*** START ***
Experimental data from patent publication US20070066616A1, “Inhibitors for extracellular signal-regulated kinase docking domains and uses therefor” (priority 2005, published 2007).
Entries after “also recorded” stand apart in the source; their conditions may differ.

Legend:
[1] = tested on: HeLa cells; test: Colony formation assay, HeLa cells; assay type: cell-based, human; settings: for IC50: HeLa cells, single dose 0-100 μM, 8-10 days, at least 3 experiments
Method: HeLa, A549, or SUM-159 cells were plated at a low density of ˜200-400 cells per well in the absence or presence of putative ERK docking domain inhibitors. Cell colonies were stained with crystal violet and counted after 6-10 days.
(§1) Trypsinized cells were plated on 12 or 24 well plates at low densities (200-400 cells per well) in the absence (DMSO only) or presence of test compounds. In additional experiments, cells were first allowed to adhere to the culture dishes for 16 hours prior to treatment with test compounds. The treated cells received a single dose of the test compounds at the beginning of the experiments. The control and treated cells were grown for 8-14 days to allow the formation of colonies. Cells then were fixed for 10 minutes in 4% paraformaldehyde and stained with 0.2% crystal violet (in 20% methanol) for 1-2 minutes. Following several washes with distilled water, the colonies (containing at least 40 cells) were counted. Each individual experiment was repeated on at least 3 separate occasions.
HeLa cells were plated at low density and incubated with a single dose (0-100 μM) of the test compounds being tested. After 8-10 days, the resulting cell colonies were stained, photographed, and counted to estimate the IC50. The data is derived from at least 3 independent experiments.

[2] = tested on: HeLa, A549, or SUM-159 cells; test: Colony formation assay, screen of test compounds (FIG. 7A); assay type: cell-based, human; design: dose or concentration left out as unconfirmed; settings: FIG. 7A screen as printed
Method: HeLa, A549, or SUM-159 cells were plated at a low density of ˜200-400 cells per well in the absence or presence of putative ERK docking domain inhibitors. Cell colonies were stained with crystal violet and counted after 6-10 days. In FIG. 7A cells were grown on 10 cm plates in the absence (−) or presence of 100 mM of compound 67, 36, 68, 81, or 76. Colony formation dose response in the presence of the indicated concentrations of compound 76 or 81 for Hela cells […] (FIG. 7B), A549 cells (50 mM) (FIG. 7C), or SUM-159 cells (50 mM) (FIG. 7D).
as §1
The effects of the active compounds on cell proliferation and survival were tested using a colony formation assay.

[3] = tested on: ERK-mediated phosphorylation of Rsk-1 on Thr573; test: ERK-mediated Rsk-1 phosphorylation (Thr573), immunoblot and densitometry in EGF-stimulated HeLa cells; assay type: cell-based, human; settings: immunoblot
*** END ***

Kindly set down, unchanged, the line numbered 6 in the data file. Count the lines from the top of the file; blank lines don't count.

(§1) Trypsinized cells were plated on 12 or 24 well plates at low densities (200-400 cells per well) in the absence (DMSO only) or presence of test compounds. In additional experiments, cells were first allowed to adhere to the culture dishes for 16 hours prior to treatment with test compounds. The treated cells received a single dose of the test compounds at the beginning of the experiments. The control and treated cells were grown for 8-14 days to allow the formation of colonies. Cells then were fixed for 10 minutes in 4% paraformaldehyde and stained with 0.2% crystal violet (in 20% methanol) for 1-2 minutes. Following several washes with distilled water, the colonies (containing at least 40 cells) were counted. Each individual experiment was repeated on at least 3 separate occasions.